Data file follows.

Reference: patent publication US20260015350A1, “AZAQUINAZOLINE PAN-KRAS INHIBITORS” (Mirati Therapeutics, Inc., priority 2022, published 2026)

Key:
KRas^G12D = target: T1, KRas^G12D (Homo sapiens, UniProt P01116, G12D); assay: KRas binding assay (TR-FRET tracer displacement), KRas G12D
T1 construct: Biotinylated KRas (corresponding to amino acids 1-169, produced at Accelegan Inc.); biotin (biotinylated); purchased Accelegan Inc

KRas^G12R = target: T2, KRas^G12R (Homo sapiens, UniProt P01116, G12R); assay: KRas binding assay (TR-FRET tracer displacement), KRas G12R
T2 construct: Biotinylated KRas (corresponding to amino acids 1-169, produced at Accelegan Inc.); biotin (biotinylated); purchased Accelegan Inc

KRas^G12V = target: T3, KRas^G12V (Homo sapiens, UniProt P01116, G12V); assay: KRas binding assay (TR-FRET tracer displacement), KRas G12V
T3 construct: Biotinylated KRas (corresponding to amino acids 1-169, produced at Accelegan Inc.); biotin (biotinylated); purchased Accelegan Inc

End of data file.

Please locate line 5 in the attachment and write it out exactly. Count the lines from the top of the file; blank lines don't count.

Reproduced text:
KRas^G12R = target: T2, KRas^G12R (Homo sapiens, UniProt P01116, G12R); assay: KRas binding assay (TR-FRET tracer displacement), KRas G12R